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Kieran Fitzgerald: An ode to longevity

18 years after winning an All-Ireland county medal with Galway, Kieran Fitzgerald is the picture of longevity after winning his second All-Ireland club All-Ireland with Corofin.

Earlier this year, the GAA announced the release of archive footage, with highlight reels of every All-Ireland football and hurling final since the 1960s now available on their website. Such viewing material serves as a real feast for fans of our national sports, allowing us to gather glimpses into former glories and past triumphs.

For others, it serves as nostalgic reminders and odes to sporting longevity.

In Kieran Fitzgerald, these latter values are perfectly encapsulated.

The Galway man tasted All-Ireland club success with his native Corofin for the third time on Sunday. This success comes 18 years after Fitzgerald won an All-Ireland with Galway in 2001.

In a span of time that has seen the complete refurbishment of Croke Park, upheavals in rules and procedures, defensive systems and four-in-a-row brilliance, Fitzgerald serves as a testament to adaptability, consistency and continued quality.

In the All-Ireland club decider against Dr. Crokes, Fitzgerald cleared a goal-bound effort off the line in the second half, just a few minutes after slipping inside the opposition cover past the other 13-metre line to assist a well-worked Corofin point at the Hill 16 end.

Flash back 18 years and indeed, a venture through the GAA archives turns up content of Fitzgerald lining out at corner back on the same pitch for his county back in 2001, the last time the Tribesmen won Sam Maguire.

The veteran defender of 2019 is visibly different to the lanky, red-haired corner back present in the older footage. On Sunday, a grey-haired and well-built Fitzgerald strode home to All-Ireland glory, an indicator of the gym routine and strength & conditioning aspect of the game which has become commonplace.

Corofin manager Kevin O’Brien hailed Fitzgerald as “outstanding”, and a shining example to the younger players, opining that there are “no excuses” when it comes to working hard and completing off-field tasks such as gym plans and yoga.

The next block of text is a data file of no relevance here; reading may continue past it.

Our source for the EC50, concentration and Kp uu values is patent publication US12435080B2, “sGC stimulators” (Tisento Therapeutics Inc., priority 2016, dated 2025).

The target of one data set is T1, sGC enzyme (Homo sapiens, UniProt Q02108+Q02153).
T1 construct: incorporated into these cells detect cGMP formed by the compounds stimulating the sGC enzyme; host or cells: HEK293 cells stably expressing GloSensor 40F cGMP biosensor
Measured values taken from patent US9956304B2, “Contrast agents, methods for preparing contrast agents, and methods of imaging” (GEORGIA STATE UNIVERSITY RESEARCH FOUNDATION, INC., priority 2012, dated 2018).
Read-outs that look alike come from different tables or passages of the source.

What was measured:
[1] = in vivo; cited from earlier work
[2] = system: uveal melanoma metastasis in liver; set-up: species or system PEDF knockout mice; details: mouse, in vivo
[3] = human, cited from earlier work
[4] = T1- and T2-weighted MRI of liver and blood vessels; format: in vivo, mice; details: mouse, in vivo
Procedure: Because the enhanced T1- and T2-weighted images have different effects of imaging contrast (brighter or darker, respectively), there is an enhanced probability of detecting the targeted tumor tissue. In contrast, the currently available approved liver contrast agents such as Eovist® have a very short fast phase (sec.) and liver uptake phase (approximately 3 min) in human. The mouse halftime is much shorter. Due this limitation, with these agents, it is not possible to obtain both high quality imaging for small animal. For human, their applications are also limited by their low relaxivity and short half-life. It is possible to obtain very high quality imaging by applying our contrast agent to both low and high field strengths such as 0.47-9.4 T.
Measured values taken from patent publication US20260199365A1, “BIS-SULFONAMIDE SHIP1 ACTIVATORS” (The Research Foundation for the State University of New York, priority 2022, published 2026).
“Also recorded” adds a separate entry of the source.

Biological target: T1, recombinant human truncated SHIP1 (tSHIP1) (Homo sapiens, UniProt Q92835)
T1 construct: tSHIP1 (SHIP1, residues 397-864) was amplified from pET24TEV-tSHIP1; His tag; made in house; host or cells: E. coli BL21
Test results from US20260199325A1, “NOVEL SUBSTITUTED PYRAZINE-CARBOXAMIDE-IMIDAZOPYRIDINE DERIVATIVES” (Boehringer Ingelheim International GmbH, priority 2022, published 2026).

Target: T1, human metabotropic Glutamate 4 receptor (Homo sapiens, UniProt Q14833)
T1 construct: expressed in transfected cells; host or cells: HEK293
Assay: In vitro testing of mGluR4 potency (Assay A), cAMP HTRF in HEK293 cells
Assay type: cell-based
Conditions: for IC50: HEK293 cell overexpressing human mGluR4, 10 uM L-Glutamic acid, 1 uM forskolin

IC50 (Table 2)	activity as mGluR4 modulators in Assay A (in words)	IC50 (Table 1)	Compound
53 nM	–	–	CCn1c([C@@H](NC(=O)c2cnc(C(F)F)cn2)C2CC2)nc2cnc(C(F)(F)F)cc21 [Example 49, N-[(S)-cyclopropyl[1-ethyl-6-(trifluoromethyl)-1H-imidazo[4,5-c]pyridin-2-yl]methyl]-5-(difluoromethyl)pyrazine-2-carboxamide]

This is hardly surprising, but on a larger scale Fitzgerald is a role model to players young and old across the country. He has shown how age is no barrier to success, and he epitomises the importance of routine and hard work in the modern GAA world.

The full-back credits some of his career endurance to stepping away from the Galway seniors in 2011, following a bad run of injuries. He asserted in a recent interview that he had lost his “bite” for the intercounty scene at the time, and that his concentration on club football allowed him a significantly higher amount of recovery time. Honourable mentions also must go to the Corofin management and set up, who Fitzgerald says understand the “mileage on the clock” he has amassed, and keep this in mind when it comes to training and physical workloads.

He even attributes a lot of his success to “luck”, but you do not win 2 All-Ireland titles in-a-row by coincidence at any grade; the old adage that class is permanent comes to mind.

The practices and standards around pre- and post-match preparation have risen massively in Gaelic football, and Fitzgerald himself fully acknowledges this. In sporting terms, to not adapt is to die and the North Galway man embodies this approach.

Fitzgerald’s pitch-roaming excursions on Sunday were undoubtedly influenced in part by the sending off of Dr. Croke’s John Payne in the first half – but on a microlevel it speaks volumes of the tactical change which has swept the game since the turn of the century.

Even recently, the Corofin stalwart had spoken of his lament at the current Galway intercounty team’s defence-heavy setup, insisting that the talent is available in the Galway ranks to play with more attacking prowess.

Such a belief was self-evidently present in the successful 2001 campaign, with Galway possessing immense offensive talent all over the field in the likes of Pådraic Joyce, Ja Fallon, Michael Donnellan, Derek Savage and Declan Meehan.

The game has of course changed since then, and Galway’s contemporary approach is reflective of the defensive trend which first came to prominence with Tyrone in the noughties before being refined and adjusted by Donegal’s Jim McGuinness, both with resounding levels of success. Despite this, attacking football still holds muster among many teams in the country, particularly at club level. Both Corofin and Dr. Crokes are out-and-out football purists, and throughout the club championship they produced displays that at times were simply breathtaking to watch.

With back-to-back All-Irelands now in the bag, Corofin’s status as the best club side in the country has been cemented even further. Among the abundance of talent at their disposal, the virtues of hard work and dedication continue to come to the fore – and none embody this attitude more than their veteran defensive rock, Kieran Fitzgerald.

All things considered, surely he will stick around to challenge for an historic three-in-a-row?

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